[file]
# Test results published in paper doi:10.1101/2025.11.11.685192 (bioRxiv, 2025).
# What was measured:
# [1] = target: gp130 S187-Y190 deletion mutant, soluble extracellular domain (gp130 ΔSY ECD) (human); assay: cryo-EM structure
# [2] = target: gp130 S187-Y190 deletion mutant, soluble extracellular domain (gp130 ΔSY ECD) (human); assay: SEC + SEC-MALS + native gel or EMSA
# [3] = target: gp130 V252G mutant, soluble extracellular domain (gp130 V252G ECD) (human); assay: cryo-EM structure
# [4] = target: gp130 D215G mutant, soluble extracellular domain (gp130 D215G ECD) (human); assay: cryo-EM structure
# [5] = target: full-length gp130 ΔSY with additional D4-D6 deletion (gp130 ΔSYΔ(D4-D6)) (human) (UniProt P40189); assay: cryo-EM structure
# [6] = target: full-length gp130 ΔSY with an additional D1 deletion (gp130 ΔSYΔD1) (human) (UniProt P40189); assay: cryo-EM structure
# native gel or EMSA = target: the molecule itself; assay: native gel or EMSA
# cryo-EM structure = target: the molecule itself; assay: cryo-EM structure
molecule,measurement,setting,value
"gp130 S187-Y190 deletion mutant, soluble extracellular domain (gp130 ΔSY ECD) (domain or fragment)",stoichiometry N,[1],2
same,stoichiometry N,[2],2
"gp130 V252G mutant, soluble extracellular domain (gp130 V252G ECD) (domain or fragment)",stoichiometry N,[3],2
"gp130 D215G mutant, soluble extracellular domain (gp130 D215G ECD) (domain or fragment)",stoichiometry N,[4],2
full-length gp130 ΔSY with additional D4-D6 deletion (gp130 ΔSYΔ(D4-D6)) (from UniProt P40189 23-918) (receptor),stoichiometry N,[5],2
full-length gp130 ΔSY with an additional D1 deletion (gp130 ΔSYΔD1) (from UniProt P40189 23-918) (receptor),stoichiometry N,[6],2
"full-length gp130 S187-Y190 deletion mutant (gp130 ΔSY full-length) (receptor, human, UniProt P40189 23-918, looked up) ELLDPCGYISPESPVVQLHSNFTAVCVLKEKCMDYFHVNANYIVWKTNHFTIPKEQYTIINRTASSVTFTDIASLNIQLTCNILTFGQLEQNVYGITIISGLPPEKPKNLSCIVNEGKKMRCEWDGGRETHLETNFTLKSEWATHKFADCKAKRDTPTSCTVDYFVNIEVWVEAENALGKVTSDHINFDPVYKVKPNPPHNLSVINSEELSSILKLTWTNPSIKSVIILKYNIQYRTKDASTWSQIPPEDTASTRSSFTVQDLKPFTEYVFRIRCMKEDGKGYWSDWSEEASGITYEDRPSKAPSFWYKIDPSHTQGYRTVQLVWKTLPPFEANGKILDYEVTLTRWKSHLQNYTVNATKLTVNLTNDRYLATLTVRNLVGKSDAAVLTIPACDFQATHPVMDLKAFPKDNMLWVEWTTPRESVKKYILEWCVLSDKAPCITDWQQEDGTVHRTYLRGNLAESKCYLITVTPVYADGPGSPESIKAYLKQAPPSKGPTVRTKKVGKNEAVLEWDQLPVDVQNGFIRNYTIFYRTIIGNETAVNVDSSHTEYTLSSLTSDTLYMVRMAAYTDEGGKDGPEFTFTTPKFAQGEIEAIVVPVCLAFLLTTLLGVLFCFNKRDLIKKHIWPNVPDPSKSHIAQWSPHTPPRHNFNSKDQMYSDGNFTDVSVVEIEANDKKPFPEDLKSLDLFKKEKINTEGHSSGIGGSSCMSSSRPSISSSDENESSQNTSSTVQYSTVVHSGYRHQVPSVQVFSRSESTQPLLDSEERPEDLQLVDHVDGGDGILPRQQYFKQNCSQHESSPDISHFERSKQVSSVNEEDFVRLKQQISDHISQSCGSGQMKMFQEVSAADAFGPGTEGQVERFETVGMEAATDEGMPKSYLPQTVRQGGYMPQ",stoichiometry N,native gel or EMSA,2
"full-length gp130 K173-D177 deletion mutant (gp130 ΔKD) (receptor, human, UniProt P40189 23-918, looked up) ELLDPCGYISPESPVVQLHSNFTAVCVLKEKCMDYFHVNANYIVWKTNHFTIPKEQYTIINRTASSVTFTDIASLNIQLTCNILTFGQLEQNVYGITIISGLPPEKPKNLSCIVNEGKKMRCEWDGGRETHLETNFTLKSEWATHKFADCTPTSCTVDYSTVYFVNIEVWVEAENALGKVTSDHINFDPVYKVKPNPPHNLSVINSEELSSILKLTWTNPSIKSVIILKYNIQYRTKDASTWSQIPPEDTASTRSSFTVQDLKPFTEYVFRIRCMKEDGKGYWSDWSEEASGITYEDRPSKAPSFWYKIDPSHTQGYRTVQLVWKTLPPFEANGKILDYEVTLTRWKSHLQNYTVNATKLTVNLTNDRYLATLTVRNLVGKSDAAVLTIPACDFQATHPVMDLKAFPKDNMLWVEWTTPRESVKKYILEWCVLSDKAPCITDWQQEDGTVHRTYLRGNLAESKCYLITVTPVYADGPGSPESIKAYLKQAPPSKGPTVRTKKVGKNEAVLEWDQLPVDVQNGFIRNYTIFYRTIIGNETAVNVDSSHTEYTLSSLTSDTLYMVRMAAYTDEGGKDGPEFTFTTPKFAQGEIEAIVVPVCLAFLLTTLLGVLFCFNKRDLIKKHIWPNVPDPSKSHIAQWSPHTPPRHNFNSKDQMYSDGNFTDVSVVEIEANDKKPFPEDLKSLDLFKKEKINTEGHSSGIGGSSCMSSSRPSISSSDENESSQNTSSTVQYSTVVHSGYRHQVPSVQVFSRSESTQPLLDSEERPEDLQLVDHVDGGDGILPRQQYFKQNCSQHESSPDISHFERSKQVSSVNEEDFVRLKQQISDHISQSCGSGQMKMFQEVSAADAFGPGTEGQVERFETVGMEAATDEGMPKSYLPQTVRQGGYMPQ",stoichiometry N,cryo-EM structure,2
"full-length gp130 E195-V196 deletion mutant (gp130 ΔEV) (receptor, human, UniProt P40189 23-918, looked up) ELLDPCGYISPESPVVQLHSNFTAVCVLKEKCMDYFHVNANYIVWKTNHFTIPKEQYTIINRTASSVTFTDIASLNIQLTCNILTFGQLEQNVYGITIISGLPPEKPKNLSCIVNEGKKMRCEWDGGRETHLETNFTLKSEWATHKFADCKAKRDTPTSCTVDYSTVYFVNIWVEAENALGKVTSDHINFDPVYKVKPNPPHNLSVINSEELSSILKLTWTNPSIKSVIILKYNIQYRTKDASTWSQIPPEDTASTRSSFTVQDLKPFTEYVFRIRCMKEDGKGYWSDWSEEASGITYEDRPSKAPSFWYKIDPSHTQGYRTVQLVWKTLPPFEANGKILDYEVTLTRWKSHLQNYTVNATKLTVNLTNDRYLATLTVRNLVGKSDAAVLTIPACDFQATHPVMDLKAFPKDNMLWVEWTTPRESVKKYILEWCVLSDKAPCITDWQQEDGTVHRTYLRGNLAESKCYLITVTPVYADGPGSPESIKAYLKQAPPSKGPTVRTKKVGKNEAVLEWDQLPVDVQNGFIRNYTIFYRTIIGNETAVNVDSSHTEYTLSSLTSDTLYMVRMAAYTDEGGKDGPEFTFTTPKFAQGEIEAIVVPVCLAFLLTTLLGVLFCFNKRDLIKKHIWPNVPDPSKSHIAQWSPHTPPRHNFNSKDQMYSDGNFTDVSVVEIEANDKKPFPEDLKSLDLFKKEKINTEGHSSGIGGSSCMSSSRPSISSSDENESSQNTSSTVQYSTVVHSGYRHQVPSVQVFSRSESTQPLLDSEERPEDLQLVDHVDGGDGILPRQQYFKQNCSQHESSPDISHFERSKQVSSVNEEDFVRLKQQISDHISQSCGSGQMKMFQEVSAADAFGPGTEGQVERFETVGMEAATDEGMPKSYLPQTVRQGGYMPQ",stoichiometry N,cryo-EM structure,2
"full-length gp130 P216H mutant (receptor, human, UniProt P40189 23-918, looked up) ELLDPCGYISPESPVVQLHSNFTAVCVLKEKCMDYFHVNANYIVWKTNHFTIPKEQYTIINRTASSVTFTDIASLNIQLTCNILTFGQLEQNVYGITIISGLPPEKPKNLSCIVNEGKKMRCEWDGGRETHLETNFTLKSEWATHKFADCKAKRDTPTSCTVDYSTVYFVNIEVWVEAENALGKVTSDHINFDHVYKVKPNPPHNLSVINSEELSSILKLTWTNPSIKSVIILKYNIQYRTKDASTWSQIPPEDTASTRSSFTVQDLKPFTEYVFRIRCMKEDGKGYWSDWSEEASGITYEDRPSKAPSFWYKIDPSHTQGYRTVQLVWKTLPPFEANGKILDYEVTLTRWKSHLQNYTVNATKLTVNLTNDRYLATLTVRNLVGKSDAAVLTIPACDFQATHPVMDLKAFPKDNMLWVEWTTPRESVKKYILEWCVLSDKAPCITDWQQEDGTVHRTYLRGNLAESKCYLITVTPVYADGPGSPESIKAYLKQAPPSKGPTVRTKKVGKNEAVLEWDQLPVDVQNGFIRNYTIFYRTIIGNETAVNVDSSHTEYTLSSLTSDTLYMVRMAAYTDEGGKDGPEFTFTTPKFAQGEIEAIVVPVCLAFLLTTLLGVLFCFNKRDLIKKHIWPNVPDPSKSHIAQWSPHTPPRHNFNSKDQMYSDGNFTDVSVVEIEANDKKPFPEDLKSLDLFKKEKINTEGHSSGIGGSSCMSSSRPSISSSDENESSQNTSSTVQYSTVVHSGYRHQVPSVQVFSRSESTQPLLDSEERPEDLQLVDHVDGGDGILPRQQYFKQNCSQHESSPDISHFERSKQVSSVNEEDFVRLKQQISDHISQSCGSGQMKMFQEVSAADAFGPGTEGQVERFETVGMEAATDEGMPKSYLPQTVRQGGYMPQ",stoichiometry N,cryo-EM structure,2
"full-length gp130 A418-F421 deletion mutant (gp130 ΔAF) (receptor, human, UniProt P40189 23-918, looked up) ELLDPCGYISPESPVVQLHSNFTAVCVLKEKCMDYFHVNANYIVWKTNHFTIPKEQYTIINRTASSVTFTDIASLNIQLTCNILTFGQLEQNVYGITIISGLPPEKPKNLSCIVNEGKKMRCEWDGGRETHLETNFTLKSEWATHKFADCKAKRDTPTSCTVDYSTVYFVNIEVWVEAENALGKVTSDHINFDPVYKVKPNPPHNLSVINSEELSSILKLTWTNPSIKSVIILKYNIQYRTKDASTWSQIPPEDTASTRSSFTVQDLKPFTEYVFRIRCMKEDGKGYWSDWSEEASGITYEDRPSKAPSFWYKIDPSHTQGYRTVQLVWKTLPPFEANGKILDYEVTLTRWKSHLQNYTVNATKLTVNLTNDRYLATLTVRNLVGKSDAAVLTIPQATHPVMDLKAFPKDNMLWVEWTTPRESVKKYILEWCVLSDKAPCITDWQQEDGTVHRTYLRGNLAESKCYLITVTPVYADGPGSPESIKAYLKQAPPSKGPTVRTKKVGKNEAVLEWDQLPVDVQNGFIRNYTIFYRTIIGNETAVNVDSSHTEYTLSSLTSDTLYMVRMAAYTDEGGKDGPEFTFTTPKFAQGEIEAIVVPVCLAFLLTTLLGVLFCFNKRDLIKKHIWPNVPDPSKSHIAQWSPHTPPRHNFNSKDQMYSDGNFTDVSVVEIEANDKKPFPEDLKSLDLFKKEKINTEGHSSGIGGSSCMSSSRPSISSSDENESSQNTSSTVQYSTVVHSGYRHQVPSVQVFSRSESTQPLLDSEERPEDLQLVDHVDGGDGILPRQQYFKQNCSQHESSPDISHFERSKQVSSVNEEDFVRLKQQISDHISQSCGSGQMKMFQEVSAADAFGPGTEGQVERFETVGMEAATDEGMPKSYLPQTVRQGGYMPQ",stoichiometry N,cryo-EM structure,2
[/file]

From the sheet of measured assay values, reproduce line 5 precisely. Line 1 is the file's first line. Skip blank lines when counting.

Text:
# [3] = target: gp130 V252G mutant, soluble extracellular domain (gp130 V252G ECD) (human); assay: cryo-EM structure